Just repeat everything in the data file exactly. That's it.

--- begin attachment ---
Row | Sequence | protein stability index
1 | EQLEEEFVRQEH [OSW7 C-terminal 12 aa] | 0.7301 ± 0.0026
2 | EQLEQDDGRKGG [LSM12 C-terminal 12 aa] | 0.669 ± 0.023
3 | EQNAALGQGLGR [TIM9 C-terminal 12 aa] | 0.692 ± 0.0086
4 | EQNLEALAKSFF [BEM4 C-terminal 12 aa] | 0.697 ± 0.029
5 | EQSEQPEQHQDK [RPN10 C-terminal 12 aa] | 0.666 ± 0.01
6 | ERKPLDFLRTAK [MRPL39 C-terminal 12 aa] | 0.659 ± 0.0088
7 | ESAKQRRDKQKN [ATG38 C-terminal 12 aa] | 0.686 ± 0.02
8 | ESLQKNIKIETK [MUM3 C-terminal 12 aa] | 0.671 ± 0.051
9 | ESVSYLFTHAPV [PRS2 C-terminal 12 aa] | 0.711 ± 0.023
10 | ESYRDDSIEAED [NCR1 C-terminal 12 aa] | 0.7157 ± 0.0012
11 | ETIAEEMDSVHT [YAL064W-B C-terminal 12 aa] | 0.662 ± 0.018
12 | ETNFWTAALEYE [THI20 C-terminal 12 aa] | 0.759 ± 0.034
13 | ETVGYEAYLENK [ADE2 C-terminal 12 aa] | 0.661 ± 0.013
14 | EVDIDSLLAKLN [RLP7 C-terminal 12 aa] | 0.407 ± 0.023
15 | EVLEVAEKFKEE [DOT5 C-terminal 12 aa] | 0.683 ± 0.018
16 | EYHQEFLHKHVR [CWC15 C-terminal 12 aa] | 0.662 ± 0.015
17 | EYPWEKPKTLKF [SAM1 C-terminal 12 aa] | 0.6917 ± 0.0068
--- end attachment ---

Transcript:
Row | Sequence | protein stability index
1 | EQLEEEFVRQEH [OSW7 C-terminal 12 aa] | 0.7301 ± 0.0026
2 | EQLEQDDGRKGG [LSM12 C-terminal 12 aa] | 0.669 ± 0.023
3 | EQNAALGQGLGR [TIM9 C-terminal 12 aa] | 0.692 ± 0.0086
4 | EQNLEALAKSFF [BEM4 C-terminal 12 aa] | 0.697 ± 0.029
5 | EQSEQPEQHQDK [RPN10 C-terminal 12 aa] | 0.666 ± 0.01
6 | ERKPLDFLRTAK [MRPL39 C-terminal 12 aa] | 0.659 ± 0.0088
7 | ESAKQRRDKQKN [ATG38 C-terminal 12 aa] | 0.686 ± 0.02
8 | ESLQKNIKIETK [MUM3 C-terminal 12 aa] | 0.671 ± 0.051
9 | ESVSYLFTHAPV [PRS2 C-terminal 12 aa] | 0.711 ± 0.023
10 | ESYRDDSIEAED [NCR1 C-terminal 12 aa] | 0.7157 ± 0.0012
11 | ETIAEEMDSVHT [YAL064W-B C-terminal 12 aa] | 0.662 ± 0.018
12 | ETNFWTAALEYE [THI20 C-terminal 12 aa] | 0.759 ± 0.034
13 | ETVGYEAYLENK [ADE2 C-terminal 12 aa] | 0.661 ± 0.013
14 | EVDIDSLLAKLN [RLP7 C-terminal 12 aa] | 0.407 ± 0.023
15 | EVLEVAEKFKEE [DOT5 C-terminal 12 aa] | 0.683 ± 0.018
16 | EYHQEFLHKHVR [CWC15 C-terminal 12 aa] | 0.662 ± 0.015
17 | EYPWEKPKTLKF [SAM1 C-terminal 12 aa] | 0.6917 ± 0.0068